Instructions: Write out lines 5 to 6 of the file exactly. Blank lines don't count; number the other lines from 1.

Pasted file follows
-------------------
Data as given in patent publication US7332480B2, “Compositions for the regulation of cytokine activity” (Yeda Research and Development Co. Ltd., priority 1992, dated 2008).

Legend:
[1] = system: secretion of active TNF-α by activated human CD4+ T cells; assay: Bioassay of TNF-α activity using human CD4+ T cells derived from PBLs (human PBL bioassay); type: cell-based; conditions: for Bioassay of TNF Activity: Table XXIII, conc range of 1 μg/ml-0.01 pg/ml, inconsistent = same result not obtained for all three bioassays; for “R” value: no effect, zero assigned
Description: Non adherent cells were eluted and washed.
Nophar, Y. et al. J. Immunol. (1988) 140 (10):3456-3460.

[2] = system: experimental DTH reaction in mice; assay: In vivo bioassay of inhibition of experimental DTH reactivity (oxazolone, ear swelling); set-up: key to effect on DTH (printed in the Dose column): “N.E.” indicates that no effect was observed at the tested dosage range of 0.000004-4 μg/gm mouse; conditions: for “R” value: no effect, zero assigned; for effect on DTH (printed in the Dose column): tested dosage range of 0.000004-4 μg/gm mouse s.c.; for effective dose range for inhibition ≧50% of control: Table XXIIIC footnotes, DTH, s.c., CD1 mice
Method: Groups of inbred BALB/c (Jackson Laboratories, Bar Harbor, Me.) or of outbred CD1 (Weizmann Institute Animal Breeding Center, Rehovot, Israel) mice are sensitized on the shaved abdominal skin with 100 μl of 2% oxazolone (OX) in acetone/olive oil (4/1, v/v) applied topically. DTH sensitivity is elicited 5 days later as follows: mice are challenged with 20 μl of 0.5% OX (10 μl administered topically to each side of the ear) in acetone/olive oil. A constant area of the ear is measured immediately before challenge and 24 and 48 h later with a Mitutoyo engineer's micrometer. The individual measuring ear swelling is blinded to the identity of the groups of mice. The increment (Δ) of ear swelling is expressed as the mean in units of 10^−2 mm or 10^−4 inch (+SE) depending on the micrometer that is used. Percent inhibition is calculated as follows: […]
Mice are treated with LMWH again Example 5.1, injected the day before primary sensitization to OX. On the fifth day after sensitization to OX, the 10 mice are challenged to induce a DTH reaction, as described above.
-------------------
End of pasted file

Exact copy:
Nophar, Y. et al. J. Immunol. (1988) 140 (10):3456-3460.

[2] = system: experimental DTH reaction in mice; assay: In vivo bioassay of inhibition of experimental DTH reactivity (oxazolone, ear swelling); set-up: key to effect on DTH (printed in the Dose column): “N.E.” indicates that no effect was observed at the tested dosage range of 0.000004-4 μg/gm mouse; conditions: for “R” value: no effect, zero assigned; for effect on DTH (printed in the Dose column): tested dosage range of 0.000004-4 μg/gm mouse s.c.; for effective dose range for inhibition ≧50% of control: Table XXIIIC footnotes, DTH, s.c., CD1 mice